Wednesday, September 22, 2010
All of us are familiar with software products such as Word, Excel or Outlook. These products contain features and do certain tasks for us. While they allow for some configuration and personalization of preferences, they essentially work the same way for all users. This is acceptable because word processing and email are largely similar for users in many industries. My Exchange and Outlook setup may be bigger or smaller than an organization, but essentially the user experience is the same.
Products usually come with prescriptions on how they are installed and configured, and this process is made as easy as possible. For some products. it is as simple as clicking a link, downloading and a couple of clicks later the product is installed.
Solution accelerators are more like tools than they are like products. In other words, instead of getting a table you are getting wood, hardware, and sometimes even a saw to cut the pieces to length. Grants360, for instance, provides a website for soliciting grant applications. The website works right out of the box, and a user can submit an application, but for a complete solution you need to do some analysis and customization. For instance, you would replace the logo in the sample with your organization's logo, replace the instructions with your instructions, and perhaps add new fields that are germane to the type of grant you are awarding.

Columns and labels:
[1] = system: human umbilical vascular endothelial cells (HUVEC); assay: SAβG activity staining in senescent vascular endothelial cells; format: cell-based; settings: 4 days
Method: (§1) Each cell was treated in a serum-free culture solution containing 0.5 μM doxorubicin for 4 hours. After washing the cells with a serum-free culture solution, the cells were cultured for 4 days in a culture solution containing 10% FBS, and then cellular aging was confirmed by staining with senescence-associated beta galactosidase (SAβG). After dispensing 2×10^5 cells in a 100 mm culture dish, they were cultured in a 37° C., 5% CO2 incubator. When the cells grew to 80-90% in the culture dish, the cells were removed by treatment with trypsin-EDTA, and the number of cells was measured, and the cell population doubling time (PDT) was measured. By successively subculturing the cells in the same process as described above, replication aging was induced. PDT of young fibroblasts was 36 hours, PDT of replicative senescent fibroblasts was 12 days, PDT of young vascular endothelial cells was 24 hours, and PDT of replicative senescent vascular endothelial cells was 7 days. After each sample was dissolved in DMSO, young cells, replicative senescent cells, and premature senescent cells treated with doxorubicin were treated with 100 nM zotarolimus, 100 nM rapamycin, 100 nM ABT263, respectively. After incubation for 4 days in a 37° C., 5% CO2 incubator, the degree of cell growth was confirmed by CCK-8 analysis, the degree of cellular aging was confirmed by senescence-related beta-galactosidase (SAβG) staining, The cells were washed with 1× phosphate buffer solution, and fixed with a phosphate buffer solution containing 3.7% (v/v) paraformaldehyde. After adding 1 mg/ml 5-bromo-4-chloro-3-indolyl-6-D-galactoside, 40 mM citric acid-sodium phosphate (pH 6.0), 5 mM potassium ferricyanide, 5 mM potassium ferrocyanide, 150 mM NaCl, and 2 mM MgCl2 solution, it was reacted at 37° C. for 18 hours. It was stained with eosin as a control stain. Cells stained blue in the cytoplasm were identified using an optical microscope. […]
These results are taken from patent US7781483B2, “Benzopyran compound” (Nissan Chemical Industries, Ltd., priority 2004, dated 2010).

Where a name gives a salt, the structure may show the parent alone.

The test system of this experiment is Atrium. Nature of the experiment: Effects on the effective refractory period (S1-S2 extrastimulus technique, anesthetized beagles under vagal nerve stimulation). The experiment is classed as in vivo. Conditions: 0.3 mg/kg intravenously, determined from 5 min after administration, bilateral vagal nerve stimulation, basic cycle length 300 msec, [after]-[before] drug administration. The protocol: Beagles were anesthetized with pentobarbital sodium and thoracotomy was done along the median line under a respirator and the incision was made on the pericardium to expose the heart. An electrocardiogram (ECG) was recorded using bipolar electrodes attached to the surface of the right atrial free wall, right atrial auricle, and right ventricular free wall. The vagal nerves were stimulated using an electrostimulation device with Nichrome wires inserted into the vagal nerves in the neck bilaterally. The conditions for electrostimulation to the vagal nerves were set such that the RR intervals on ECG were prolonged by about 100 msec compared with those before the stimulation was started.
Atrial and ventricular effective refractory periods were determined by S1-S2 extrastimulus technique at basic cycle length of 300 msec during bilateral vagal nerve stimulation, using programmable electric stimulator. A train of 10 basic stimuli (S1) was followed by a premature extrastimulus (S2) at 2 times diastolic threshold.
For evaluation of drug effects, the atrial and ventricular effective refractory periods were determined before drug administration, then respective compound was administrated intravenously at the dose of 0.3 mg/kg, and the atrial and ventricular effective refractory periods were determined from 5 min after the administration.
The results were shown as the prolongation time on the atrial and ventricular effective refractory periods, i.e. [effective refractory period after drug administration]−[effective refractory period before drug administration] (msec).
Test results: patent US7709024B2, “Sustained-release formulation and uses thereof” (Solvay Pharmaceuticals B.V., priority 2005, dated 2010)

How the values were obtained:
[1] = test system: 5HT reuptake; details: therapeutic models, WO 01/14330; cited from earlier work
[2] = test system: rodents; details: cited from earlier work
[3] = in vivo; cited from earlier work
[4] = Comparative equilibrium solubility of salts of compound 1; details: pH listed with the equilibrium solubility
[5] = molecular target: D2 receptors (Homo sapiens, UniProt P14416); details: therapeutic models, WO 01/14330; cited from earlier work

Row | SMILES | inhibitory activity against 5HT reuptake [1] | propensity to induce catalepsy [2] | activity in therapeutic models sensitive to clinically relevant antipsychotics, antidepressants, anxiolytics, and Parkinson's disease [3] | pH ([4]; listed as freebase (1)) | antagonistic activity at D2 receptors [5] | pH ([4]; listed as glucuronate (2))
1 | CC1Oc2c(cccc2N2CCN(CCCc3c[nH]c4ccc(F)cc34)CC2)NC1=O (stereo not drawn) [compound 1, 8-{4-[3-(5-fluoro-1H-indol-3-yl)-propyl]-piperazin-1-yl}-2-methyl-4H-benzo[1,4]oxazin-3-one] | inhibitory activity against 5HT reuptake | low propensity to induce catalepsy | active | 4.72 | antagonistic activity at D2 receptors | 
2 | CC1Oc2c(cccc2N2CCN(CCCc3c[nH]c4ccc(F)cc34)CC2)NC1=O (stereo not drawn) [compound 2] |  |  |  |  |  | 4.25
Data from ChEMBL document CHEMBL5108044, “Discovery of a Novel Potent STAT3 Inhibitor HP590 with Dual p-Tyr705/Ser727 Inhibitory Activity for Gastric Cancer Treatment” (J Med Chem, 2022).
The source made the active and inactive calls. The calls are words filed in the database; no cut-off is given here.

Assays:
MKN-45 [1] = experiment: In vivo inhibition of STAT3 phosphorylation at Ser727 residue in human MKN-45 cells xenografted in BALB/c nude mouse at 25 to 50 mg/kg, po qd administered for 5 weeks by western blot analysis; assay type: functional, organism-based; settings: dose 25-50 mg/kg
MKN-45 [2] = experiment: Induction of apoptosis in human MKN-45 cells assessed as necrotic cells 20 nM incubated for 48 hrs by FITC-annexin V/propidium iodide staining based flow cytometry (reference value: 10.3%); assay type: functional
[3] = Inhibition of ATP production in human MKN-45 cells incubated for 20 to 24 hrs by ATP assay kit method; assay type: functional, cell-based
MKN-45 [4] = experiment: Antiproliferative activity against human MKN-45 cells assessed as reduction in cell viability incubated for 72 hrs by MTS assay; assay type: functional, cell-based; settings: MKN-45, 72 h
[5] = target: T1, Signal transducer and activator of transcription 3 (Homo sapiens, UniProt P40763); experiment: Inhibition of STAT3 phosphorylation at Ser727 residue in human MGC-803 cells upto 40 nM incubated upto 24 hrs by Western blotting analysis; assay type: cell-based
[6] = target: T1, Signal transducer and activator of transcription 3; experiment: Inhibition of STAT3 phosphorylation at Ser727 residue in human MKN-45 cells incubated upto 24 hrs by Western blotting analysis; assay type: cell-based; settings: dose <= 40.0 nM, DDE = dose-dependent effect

Solution accelerators make sense for line of business applications which do not have universally consistent business rules or features. Grants for homeless shelters track different information from grants for cancer research or environment cleanup, so the solution accelerator approach allows the required tailoring. Microsoft Stimulus360, for instance, contained reports which met the requirements of the Office of Management and Budget for ARRA (stimulus) grants.
Custom reports are almost always needed for line of business solutions. Each manager likes to see data in a different way. Analyzing reporting needs also uncovers data fields that should be added to the solution.
A solution accelerator is a different approach than custom development, which offers nearly unlimited customization but is expensive, risky and time consuming. Solution accelerators fit somewhere in the middle of the spectrum, between off-the-shelf products and custom development.
If you choose a solution accelerator, you need to plan for services including requirements analysis, configuration, customization, training, and documentation. The effort required will be more than a typical product installation, but the work is required for line of business solutions if you want them to match the way your organization works.
Tuesday, September 21, 2010